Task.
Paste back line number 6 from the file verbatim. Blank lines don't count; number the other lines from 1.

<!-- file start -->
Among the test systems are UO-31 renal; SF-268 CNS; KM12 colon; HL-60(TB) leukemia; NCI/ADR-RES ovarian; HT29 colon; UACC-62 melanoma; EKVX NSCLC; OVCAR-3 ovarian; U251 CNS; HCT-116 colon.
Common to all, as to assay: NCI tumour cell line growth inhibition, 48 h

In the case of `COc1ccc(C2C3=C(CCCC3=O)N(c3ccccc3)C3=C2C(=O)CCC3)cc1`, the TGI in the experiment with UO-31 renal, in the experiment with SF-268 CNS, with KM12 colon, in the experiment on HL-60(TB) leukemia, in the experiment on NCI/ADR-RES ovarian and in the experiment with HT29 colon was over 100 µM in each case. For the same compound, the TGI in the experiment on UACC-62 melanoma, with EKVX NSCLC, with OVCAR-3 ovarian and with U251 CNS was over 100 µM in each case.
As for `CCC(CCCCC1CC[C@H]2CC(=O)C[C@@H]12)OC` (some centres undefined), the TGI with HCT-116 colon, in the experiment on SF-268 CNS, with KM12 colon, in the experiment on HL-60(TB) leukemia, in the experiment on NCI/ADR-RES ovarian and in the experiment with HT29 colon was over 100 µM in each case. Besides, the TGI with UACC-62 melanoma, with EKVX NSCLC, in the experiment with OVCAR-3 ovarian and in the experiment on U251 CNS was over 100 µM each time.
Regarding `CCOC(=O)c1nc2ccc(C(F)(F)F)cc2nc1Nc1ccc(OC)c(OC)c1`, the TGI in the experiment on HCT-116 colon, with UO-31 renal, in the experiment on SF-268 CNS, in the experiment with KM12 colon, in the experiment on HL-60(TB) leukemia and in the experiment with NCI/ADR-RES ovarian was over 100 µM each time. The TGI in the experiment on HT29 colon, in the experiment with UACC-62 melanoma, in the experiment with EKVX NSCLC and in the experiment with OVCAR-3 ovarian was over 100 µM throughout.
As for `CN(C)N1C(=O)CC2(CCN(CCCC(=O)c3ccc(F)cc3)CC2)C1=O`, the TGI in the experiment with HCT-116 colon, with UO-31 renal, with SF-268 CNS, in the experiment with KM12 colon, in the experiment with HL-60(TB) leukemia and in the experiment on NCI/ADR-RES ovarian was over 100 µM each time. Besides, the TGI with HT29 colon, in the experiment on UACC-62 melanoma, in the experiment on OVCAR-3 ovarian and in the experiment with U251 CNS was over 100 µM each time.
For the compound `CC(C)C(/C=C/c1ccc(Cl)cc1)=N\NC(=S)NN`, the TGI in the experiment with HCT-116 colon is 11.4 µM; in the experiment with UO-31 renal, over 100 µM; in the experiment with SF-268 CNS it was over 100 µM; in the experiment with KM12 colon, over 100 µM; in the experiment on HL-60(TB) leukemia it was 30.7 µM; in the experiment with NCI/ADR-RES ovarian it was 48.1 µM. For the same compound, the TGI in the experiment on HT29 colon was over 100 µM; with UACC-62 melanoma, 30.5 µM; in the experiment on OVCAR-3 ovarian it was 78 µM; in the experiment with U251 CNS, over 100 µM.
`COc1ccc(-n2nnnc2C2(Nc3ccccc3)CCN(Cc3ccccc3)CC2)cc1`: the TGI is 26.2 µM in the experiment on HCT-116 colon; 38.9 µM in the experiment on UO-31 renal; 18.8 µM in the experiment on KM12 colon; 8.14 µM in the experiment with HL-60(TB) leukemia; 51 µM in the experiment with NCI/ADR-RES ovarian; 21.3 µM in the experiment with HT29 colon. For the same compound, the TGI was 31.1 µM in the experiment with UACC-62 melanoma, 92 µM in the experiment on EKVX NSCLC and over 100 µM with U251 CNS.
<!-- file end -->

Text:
As for `CN(C)N1C(=O)CC2(CCN(CCCC(=O)c3ccc(F)cc3)CC2)C1=O`, the TGI in the experiment with HCT-116 colon, with UO-31 renal, with SF-268 CNS, in the experiment with KM12 colon, in the experiment with HL-60(TB) leukemia and in the experiment on NCI/ADR-RES ovarian was over 100 µM each time. Besides, the TGI with HT29 colon, in the experiment on UACC-62 melanoma, in the experiment on OVCAR-3 ovarian and in the experiment with U251 CNS was over 100 µM each time.